How hard can it be to figure out what Provincial Court Judges should get paid to do their work dispensing justice all around the province?
Apparently, it can be quite difficult.
There’s a teeny amendment bill in the House that sets a new date for a report from a commission that has to be set up to figure out the judges’ pay and benefits:
(1.2) Notwithstanding subsection (1), the next report required under subsection (1) after September 30, 2010 shall be presented to the minister not later than December 31, 2015.
Once the thing gets through the House, this “Act is considered to have come into force on September 29, 2014.”
That’s six months ago.
What the heck has been going on all this time?
That’s a very good question.
Under the Provincial Court Act, the judges and the government have to appoint three people to make up a commission. The judges appoint one among themselves. The government appoints one. The two parties then have to agree on the chair,
Attorney General Felix Collins told the House on Monday that the “current tribunal was appointed on December 4, 2014. The members are Bradford Wicks, QC, as the Chairperson; John R. Whalen is another member of the tribunal; and J. David Eaton, QC, is the other member.”
The problem is that they were supposed to appoint that commission and have it issue its next report four years after the last commission report. That was in September 2010.
Felix offered an explanation for the delay. He said the whole thing got held up by the pension reform talks with the public sector unions. “As we all know,” Felix told the House, “government and unions negotiated a pension agreement at that time that addressed a huge financial problem that we had with the unfunded pension plan. …given that judges' pensions are also part of the tribunal's considerations, it was prudent to have those pension discussions and agreements out of the way before we commenced the review of the judges' benefits because pensions will be a part of the review as well.”
That seems rather odd. Felix gave a lengthy chat at the front end of his speech about the importance of having the judges independent of government as much as possible. Then Felix explained that they weren’t independent. The judges had their pensions sorted out by government and the public sector unions. It’s not clear what the tribunal can now decide since the pensions scheme has been sorted out already.
If Felix and his friends were actually concerned about judicial independence, they’d have gotten this whole thing sorted out long before now. The judges’ tribunal could have carried on its business since – by definition – their salary and benefits are supposed to be set independently of things like what the public sector unions sort out for themselves.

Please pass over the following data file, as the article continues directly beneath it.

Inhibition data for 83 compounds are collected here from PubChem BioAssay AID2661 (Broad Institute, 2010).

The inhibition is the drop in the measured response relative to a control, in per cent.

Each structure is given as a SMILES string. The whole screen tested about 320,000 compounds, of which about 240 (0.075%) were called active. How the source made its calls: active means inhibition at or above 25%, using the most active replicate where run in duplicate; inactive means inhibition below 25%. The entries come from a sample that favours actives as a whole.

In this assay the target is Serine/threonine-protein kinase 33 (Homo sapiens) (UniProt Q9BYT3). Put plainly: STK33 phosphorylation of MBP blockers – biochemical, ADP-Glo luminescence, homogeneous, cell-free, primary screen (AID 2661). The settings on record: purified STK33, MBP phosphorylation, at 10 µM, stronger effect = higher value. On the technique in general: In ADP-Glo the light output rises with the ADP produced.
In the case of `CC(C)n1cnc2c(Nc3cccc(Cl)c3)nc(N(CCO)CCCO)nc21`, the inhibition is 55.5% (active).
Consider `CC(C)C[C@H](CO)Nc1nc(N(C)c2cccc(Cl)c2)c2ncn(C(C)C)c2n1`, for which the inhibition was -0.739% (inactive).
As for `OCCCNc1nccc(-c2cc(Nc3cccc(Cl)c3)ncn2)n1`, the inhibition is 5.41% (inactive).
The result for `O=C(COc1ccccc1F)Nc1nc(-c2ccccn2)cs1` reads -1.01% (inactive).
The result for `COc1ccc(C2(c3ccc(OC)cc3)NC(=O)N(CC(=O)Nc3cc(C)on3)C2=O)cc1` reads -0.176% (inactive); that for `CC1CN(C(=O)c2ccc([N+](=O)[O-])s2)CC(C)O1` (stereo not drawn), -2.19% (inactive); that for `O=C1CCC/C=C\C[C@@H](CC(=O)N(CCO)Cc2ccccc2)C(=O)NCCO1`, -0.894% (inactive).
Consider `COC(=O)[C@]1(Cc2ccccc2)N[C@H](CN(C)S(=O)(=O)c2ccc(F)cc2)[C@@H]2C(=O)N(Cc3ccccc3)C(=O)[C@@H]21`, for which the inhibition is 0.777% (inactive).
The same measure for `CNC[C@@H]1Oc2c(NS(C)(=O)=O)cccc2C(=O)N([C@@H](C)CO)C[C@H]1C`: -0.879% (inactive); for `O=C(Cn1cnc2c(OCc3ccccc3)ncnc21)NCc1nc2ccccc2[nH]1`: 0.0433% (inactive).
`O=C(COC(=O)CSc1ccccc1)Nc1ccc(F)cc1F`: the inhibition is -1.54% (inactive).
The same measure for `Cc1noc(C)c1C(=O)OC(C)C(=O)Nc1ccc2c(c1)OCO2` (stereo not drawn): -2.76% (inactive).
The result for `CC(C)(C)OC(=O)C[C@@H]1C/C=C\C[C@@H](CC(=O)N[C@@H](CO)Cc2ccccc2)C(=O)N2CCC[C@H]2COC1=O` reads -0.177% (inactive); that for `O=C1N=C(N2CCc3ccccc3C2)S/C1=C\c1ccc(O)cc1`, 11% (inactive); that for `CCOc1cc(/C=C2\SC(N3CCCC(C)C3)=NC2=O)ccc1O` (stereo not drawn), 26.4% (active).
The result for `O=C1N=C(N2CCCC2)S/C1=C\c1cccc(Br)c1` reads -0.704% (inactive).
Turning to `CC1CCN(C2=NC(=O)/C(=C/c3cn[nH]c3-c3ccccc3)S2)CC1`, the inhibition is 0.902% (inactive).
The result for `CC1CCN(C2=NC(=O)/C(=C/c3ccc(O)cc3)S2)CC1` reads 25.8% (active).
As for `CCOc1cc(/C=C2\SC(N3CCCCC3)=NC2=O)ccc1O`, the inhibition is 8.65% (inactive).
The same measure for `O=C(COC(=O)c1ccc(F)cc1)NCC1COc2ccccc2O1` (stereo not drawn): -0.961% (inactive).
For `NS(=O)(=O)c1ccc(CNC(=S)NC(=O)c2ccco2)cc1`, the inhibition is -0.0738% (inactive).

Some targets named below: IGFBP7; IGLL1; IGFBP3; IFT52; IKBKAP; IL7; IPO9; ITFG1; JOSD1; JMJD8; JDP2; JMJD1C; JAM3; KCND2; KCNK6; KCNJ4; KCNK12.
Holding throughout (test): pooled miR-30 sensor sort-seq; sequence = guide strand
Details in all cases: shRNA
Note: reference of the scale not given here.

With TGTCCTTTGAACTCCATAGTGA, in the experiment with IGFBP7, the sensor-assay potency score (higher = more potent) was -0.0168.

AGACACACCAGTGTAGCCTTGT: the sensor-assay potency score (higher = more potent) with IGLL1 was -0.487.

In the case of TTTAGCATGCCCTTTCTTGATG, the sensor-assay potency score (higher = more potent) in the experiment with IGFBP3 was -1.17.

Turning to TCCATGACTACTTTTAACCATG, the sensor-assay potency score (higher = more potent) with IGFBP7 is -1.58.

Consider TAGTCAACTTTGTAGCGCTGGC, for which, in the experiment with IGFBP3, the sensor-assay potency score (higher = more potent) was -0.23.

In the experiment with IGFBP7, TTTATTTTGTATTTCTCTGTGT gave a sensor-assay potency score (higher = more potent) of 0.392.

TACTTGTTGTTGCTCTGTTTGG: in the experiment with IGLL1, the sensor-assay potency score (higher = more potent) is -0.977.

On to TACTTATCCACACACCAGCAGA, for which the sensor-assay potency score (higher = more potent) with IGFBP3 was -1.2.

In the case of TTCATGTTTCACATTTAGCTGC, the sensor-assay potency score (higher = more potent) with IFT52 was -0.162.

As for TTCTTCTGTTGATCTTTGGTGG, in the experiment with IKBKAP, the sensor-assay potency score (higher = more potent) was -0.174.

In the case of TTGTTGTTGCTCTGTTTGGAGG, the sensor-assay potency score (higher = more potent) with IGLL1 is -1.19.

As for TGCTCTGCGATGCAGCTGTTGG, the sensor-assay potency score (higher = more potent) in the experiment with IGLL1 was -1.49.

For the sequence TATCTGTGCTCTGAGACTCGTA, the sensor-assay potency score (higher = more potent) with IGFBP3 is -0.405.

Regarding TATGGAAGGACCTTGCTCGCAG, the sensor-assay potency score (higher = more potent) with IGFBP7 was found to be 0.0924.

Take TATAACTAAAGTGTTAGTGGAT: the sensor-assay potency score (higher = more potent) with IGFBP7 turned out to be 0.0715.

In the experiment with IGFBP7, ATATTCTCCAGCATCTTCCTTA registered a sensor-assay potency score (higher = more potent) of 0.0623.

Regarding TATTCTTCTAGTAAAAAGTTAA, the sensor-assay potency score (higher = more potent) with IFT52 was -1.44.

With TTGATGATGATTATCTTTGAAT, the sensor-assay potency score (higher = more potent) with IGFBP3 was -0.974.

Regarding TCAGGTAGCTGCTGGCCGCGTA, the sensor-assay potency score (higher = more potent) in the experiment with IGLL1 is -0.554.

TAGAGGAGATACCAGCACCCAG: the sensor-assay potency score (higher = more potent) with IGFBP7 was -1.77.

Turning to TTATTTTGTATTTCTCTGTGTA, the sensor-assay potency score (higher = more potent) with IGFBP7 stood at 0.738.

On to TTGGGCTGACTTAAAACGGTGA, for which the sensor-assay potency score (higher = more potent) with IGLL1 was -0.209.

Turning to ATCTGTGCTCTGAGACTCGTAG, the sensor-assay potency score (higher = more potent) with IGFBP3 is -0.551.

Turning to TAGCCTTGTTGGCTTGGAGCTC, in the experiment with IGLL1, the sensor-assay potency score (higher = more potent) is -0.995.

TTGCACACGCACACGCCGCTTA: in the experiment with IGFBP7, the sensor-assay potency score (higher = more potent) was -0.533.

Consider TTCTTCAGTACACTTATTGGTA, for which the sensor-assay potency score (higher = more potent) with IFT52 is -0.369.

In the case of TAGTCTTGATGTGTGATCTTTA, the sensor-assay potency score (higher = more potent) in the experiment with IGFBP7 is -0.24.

Some of the sharper lot out there have likely already noticed that the date this panel was supposed to have reported was about the same time that the Conservatives sorted out their leadership mess last year. That’s more likely why - or a very big part of why – the judges’ pay tribunal has been so seriously delayed.
The other explanation Felix offered for the delay, namely that they had trouble getting people willing to sit on the panel, seems a real nose puller.
Just to give you a sense of just how shagged up this process is, note how Felix explained the amount of time to be covered by this panel’s report. The last panel was appointed in 2009 and got it’s report together in 2010. That “tribunal made recommendations to cover up to the 2012-2013 fiscal years, appointed in 2009, and it made recommendations on a compensation package to cover up to 2012-2013.”
Note the year: 2013. Felix’s explanation for the delay was all about 2014.
“Now as a result, Felix continued, “this tribunal we are talking about today will report, if this provision is passed, on December 31, 2015; they will make recommendations to retroactively cover 2013, 2014-2015 and part of 2015-2016. It will also cover 2016-2017.”
The amendment backdates the panel to September 2014 and the panel itself will issue a report that backdates salary and benefits to 2013. Prudent to delay because of the pension talks. Sure, Felix. And Bill 29 will improve public access as it restricts public access to information.
It’s hard to know sometimes, which is the more laughable: that Felix expects people to believe these whoppers given his track record of telling whoppers or that Paul Davis appointed Felix as Attorney General apparently believing people would believe the notorious whopper-teller as he tells whoppers on behalf of Paul.
Take this little tale as a sign of two things. First of all, it is yet more evidence that this is just one of a great many things that the current crowd have not been able to get done over the last couple of years with their assorted internal problems. Second of all, this is another one of a string of problems inside the justice department that a string of justice ministers, including Felix, haven’t been able to get a grip on. The provincial court has had all sorts of problems since the Conservatives appointed the current Chief Judge.